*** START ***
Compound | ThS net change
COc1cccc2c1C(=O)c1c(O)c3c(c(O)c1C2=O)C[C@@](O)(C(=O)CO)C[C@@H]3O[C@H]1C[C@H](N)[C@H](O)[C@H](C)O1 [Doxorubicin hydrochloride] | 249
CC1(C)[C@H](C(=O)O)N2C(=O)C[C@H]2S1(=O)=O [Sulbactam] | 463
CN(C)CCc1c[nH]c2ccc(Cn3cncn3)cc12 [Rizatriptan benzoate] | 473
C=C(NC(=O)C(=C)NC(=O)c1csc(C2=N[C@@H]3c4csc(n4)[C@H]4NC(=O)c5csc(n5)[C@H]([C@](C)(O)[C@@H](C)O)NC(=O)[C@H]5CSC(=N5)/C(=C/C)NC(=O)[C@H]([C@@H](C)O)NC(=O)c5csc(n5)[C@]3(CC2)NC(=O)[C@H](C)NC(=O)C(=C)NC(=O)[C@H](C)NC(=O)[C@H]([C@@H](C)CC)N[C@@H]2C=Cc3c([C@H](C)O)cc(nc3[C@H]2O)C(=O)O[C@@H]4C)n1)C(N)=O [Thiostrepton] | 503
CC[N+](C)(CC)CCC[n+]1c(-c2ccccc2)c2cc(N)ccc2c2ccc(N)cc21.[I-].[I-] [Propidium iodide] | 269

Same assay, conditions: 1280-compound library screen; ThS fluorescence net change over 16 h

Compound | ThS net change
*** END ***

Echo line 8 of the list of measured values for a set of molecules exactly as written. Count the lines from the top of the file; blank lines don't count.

Compound | ThS net change